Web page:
Self-medication refers to the process of taking substances to treat perceived conditions or symptoms without consulting a healthcare provider. It is a self-care initiative of handling conditions and ailments without professional understanding and diagnosis. Unfortunately, individuals with underlying drug addiction issues often opt for self-medication instead of seeking appropriate medical attention in a rehab facility such as Georgia Addiction Treatment Center.
Risks of Self-Medicating
Self-medicating increases the potential risks of underlying chronic conditions in several ways.
Since you may not have sufficient knowledge of determining if the medication or substance you are using will treat the condition, self-medicating can easily lead to an incorrect diagnosis. It is worth noting that different conditions and diseases share symptoms, increasing the chances of administering a wrong drug for a given set of symptoms during self-medication.
Self-Medication Delays Appropriate Medical Attention
When you take specific drugs or substances to treat your symptoms, the chances are that the medication will not work. But the fact that you took the drugs makes you believe that you will recover. As a result, you will end up avoiding seeking appropriate medical attention, which exposes you to further risks.
For example, some individuals believe that taking opioids to relieve pain will solve their problems. However, this mistake is among the major causes of increasing cases of substance abuse in America.
Increased Risk of Health Problems
Some medications meant to treat given conditions can be harmful to the body when ingested incorrectly. Such drugs can react with the body’s system, resulting in adverse medical effects, including allergic reactions, heart attacks, and death. Fatal consequences can occur when you are already on different prescription medications.
Masking Chronic Conditions
Some people use self-medication to treat various symptoms they experience. For example, an individual may use meth to mask physical pain. Individuals experiencing conditions such as hypertension, anxiety, and depression may experience chest pains. Taking drugs that calm the chest pains does not mean the condition has been treated. The drug has only masked it by reducing the pain, but it will worsen over time.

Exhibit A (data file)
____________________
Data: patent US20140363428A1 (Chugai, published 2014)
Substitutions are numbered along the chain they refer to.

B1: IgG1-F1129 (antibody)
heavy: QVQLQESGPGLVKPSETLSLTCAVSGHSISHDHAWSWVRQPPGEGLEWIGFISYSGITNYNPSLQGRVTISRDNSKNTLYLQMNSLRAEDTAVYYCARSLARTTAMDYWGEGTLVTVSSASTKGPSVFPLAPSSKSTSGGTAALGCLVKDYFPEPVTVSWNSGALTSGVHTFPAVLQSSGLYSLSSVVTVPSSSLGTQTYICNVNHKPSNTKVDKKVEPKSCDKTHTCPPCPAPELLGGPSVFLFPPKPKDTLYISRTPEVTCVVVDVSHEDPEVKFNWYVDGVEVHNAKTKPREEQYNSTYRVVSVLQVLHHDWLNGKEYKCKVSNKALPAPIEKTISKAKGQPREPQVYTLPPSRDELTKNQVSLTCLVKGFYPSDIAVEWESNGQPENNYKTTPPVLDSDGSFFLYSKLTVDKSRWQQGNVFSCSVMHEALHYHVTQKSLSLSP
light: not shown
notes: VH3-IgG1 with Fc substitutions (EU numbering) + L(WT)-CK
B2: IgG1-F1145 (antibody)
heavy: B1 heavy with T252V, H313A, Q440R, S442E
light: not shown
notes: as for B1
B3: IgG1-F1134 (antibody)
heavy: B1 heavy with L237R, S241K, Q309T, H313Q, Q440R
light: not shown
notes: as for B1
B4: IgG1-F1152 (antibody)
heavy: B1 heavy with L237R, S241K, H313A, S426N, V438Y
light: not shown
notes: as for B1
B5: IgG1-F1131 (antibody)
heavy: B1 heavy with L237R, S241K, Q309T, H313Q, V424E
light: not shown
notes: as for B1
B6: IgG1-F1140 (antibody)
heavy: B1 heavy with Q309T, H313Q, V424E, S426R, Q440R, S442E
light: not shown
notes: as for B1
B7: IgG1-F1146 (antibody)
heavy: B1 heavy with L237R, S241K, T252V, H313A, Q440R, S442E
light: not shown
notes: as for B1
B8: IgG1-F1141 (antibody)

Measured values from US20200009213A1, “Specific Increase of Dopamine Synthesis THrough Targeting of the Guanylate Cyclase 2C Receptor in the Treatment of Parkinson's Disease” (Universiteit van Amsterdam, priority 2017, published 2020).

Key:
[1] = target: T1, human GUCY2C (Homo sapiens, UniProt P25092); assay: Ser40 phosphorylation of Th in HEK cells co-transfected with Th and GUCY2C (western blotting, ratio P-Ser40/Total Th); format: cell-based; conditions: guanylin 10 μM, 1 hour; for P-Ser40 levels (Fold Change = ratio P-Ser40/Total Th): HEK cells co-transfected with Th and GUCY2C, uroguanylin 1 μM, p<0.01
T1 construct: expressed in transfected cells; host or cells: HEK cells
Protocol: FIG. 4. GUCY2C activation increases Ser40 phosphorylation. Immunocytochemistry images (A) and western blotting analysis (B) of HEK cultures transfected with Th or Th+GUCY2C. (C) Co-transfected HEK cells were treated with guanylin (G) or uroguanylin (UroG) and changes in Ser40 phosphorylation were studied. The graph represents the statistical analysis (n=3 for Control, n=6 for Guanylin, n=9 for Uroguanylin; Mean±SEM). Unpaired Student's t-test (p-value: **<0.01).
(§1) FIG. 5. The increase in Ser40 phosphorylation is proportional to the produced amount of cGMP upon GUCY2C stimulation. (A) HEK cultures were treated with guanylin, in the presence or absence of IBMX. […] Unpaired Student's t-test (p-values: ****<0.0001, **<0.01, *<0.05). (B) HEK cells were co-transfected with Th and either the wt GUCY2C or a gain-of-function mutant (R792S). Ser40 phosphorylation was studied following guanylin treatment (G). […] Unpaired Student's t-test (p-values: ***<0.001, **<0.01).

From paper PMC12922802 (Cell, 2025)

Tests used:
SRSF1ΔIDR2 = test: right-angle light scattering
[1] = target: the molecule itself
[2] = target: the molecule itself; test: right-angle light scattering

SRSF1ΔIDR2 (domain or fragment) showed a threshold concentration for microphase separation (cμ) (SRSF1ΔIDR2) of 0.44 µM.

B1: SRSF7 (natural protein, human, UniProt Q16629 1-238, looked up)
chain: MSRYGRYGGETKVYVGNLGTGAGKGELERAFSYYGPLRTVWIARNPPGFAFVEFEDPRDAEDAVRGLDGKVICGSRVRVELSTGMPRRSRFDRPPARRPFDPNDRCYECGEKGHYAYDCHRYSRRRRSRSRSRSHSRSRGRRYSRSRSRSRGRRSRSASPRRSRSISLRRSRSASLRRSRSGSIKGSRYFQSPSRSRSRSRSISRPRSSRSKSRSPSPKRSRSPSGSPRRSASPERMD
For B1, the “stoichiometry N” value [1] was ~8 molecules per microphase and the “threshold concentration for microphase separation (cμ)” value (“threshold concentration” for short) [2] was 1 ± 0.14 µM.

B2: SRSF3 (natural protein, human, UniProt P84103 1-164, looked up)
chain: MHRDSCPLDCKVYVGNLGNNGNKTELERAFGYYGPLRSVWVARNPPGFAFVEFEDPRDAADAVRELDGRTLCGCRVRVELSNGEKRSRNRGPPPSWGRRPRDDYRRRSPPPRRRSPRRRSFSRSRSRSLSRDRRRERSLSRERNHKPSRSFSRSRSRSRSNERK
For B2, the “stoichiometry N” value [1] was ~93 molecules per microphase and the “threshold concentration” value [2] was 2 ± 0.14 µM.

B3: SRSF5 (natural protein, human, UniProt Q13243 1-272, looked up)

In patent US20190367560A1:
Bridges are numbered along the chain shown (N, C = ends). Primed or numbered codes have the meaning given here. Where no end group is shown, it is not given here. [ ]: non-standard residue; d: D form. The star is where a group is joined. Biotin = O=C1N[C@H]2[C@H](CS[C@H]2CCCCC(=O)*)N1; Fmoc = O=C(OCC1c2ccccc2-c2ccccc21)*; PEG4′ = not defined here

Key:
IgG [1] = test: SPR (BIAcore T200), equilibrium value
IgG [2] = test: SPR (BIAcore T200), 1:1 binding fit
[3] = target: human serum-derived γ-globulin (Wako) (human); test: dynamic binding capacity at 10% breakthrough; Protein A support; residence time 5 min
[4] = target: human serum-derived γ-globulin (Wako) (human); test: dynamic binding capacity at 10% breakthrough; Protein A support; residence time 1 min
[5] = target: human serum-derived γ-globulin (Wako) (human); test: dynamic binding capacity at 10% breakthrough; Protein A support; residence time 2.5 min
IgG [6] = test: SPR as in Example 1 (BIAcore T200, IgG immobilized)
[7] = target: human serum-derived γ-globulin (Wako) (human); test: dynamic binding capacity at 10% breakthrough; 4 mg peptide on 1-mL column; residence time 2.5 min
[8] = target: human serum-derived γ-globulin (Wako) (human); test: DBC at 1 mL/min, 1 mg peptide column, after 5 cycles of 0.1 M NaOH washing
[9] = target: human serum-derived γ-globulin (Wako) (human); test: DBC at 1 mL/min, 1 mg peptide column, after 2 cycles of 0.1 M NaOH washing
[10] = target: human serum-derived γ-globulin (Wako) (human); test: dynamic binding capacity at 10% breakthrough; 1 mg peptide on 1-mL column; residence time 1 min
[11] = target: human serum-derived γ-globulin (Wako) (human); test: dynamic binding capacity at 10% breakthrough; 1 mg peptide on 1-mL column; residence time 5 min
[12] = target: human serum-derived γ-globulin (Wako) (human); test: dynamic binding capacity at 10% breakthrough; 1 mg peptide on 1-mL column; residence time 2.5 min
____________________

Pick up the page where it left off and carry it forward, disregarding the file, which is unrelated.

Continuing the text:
What Are Common Self-Medicating Practices?
You may select particular medications, supplements, and substances you think will offer a quick remedy during self-medication. While some self-medication practices may appear less harmful and alleviate specific symptoms in the short-term, the long-term consequences are severe.
The most common substances people in the US use to self-medicate include:
- Alcohol – Widely available and culturally acceptable, many individuals turn to alcohol to relieve stress or anxiety
- Opiates – These drugs are highly addictive, but many Americans take them for pain relief
- Marijuana – Studies reveal that marijuana is the second most widely abused substance after alcohol
- Stimulants – Most people accustomed to taking caffeine believe that using it reduces headaches
- Food – This occurs as binge-eating when you use food to relieve stress
It is not easy to overcome self-medication because most individuals do not accept that their condition needs professional help. If you have a problem with self-medicating, it is advisable to enroll in a substance abuse treatment center for counseling and medical treatment.
Help for Substance Abuse
Instead of self-medication, contact a rehab center for professional treatment programs, including:
- Heroin addiction treatment
- Prescription drug addiction treatment
- Partial hospitalization program (PHP)
- Painkiller addiction treatment
- Intensive outpatient program (IOP)
- Alumni program
Reach out to Georgia Addiction Treatment Center today to learn more.
Overcome Self-Medicating Issues at Georgia Addiction Treatment Center
A repetitive self-medicating practice leads to addiction to the substance. Seeking help at a rehab center will help you break the addiction and dependence cycle. Contact Georgia Addiction Treatment Center at 833.641.0661 for mental health and substance use disorder treatment.